Kid Center


Dear J-

Sometimes I think in a morbid mode and wonder what would happen to the kids if we disappeared tomorrow. The whole point of this trip to San Jose was to see my brother, back in the States after just short of two years in Taiwan, and we’ve had a good couple of days now to see he’s essentially the same devoted dad, happy to escape the regular grind of life but clearly missing them, having taken every opportunity possible to hold Calcifer and take the burden off of us. I think we’re set between my brother and theVet’s sister, and that makes us incredibly lucky. After today when figgy has been just about as trying as possible (between the extra sadness of hunger, the lack of sleep, and the lack of a same-age playmate to boss around [can’t wait for another visit from Baby J]) and they haven’t been scared off (I think) I think we’re doing all right.

Case in point: we ate two lunches today. The first one was at the Happy Hollow Zoo to revive her flagging spirits (she passed up a chance to ride on the carousel, and she never misses a chance to ride on the carousel — she will even badger us (as she did later that afternoon) to ride on the quarter-driven three-animal carousels in malls and grocery stores) and the second turned into a dessert buffet for her. After I went off to get her some watermelon and returned with a plate full of the most expensive buffet food I could find (nigiri sushi: total net cost to the restarant maybe $5) she plowed through that and her aunt, my brother’s wife, took pity on me and accompanied her to get a plate of coordinated pink jello and cakes.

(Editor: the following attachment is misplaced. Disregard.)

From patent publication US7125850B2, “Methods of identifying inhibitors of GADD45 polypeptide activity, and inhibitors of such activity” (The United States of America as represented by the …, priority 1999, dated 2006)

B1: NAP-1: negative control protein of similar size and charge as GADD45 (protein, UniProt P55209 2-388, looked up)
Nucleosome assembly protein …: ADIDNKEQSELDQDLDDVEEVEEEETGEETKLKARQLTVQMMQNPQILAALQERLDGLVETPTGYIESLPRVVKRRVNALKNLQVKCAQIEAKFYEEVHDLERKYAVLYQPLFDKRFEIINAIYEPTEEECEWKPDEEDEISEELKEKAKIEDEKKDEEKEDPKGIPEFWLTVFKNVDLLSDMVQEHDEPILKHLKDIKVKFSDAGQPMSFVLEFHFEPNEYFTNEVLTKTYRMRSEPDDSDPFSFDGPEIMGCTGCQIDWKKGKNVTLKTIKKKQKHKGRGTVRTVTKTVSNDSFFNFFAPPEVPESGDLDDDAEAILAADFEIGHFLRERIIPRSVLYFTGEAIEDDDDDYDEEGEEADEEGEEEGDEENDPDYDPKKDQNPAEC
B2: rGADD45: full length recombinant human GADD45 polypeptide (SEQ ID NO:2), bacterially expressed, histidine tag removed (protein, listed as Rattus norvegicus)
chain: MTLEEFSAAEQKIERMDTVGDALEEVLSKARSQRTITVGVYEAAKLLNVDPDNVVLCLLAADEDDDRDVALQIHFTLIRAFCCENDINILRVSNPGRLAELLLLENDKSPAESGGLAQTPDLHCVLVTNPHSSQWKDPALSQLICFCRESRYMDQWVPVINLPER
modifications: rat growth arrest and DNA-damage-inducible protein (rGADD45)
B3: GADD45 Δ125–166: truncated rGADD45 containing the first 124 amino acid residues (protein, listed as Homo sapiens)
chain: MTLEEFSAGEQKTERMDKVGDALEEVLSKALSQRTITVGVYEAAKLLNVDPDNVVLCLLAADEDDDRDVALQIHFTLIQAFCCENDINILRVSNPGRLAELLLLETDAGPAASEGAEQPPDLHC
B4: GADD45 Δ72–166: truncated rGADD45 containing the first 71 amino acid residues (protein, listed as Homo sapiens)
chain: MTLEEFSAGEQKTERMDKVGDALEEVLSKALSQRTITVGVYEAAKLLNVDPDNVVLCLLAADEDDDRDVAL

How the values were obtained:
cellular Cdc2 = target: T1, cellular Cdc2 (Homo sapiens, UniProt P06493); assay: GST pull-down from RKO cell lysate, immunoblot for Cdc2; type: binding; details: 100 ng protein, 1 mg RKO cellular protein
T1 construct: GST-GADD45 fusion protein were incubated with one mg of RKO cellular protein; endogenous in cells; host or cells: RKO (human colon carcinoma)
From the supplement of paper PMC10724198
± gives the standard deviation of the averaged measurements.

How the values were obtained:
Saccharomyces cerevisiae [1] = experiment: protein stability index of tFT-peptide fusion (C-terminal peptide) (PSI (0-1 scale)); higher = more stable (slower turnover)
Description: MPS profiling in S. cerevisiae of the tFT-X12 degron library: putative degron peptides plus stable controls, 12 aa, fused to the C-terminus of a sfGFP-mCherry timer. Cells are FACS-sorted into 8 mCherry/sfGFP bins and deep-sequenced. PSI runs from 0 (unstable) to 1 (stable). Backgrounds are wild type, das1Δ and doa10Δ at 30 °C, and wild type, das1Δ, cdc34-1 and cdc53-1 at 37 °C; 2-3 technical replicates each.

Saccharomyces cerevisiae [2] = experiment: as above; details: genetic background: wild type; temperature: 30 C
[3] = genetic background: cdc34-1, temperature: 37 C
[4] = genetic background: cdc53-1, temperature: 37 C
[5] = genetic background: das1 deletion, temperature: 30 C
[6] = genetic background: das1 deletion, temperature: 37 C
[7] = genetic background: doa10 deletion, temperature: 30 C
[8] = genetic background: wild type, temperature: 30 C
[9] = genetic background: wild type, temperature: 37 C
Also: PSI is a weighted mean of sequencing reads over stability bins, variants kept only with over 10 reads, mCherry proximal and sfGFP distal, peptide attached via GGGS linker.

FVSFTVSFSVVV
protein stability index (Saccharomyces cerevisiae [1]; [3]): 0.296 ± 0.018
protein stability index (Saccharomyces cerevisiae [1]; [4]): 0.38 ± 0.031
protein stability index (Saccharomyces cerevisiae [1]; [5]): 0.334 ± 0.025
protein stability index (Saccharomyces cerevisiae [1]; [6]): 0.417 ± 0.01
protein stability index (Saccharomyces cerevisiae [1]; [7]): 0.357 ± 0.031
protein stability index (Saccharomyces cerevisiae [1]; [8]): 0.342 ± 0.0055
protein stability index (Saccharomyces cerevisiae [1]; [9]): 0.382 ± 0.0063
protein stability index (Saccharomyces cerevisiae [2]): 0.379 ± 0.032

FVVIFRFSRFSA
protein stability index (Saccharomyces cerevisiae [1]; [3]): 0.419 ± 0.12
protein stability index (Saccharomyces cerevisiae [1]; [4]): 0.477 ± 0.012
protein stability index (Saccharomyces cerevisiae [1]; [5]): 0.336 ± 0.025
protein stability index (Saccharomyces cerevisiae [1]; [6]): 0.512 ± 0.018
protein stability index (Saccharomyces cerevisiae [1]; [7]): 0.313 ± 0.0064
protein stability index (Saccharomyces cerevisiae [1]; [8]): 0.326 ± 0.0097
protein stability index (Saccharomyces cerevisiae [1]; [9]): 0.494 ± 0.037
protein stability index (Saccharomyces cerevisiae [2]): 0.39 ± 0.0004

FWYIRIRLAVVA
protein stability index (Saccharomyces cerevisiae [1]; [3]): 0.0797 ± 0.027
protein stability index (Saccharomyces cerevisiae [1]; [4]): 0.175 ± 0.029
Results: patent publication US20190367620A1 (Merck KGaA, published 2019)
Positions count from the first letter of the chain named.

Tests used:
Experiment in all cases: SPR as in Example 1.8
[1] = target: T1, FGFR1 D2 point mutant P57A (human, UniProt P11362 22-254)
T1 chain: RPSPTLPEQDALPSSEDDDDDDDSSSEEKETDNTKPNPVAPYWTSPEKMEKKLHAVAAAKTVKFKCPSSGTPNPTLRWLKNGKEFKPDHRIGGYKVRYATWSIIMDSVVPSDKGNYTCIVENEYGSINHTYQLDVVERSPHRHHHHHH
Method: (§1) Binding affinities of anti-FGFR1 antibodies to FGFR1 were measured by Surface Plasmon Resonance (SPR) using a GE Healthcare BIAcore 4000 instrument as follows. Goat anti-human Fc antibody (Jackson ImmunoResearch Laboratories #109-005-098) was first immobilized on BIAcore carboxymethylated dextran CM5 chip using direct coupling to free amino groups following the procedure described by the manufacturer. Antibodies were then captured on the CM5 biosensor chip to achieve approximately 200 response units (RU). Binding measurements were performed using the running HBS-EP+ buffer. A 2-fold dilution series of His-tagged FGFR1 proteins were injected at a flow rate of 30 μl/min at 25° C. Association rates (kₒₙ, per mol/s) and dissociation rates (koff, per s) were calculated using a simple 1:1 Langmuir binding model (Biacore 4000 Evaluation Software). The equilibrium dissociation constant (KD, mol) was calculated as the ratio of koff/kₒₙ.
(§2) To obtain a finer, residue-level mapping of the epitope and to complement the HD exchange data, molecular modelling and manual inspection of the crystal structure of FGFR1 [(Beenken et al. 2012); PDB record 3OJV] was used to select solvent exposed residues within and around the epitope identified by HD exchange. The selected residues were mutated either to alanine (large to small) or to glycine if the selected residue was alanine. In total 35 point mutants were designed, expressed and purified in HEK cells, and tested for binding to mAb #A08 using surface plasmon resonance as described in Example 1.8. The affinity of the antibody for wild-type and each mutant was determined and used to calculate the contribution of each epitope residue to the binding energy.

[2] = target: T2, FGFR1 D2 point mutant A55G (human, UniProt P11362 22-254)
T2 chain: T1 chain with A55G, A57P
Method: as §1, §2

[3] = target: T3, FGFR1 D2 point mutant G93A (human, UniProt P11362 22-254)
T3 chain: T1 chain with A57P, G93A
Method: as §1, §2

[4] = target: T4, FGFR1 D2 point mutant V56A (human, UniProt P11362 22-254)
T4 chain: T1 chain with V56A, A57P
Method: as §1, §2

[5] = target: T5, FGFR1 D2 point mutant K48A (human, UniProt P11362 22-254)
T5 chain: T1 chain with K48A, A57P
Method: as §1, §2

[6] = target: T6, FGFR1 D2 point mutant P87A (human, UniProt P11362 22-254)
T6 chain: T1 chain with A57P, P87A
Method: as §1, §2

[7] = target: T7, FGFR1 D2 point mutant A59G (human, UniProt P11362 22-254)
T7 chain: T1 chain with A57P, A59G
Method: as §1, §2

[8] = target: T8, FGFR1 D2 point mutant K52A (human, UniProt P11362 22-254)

The longer you spend immersed in your own family it seems like you know too much and too little all at once: the smallest things set you off without warning and the escalation proceeds unabated, unchecked. It’s not the current situation that’s driving you mad, it’s the thousand other things that have piled up over hours and days and all of a sudden it’s not about the situation, it’s the history spilling out. Sometimes the shared experiences keep you from really understanding each other. It takes time and distance to appreciate what you’ve always had.



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